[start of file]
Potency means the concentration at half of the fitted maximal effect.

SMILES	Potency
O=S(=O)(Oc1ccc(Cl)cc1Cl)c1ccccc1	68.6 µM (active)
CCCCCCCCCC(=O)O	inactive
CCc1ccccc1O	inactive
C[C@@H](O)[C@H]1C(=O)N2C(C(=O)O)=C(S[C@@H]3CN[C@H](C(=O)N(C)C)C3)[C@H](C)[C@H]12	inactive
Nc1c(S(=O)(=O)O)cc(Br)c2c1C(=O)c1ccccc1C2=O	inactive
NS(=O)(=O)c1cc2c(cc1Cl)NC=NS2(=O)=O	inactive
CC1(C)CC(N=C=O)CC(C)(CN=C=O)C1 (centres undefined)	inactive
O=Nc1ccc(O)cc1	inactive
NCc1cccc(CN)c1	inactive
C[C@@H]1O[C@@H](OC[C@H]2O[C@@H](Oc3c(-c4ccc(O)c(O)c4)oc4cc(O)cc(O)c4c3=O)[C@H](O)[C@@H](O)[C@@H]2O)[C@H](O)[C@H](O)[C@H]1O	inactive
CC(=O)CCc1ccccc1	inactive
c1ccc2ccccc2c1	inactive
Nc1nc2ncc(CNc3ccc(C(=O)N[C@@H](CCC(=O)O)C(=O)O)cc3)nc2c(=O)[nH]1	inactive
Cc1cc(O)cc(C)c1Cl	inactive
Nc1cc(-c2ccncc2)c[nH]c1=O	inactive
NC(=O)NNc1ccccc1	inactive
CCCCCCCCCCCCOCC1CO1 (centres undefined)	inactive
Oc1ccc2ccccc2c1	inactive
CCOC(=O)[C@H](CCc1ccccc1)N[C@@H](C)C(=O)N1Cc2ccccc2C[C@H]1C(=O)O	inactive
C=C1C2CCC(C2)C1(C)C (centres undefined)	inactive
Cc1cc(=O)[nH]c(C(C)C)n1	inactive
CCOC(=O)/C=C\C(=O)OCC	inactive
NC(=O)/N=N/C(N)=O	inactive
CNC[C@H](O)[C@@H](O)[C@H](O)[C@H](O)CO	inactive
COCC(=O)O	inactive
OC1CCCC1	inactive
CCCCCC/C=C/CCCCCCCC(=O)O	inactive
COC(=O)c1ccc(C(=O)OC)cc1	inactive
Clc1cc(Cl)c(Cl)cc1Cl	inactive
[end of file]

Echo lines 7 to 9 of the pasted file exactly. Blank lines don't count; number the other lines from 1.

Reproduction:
Nc1c(S(=O)(=O)O)cc(Br)c2c1C(=O)c1ccccc1C2=O	inactive
NS(=O)(=O)c1cc2c(cc1Cl)NC=NS2(=O)=O	inactive
CC1(C)CC(N=C=O)CC(C)(CN=C=O)C1 (centres undefined)	inactive